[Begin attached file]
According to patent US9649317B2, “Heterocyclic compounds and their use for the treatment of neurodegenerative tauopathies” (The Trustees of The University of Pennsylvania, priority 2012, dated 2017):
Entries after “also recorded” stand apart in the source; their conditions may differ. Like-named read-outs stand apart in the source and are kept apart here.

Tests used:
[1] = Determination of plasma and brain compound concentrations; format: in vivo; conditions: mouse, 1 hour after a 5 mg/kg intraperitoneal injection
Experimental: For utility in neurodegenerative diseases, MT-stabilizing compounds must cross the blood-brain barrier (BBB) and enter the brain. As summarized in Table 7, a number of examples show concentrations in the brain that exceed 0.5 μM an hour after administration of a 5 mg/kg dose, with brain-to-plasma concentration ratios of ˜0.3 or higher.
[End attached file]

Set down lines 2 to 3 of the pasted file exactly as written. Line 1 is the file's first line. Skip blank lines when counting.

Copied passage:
Entries after “also recorded” stand apart in the source; their conditions may differ. Like-named read-outs stand apart in the source and are kept apart here.

Tests used: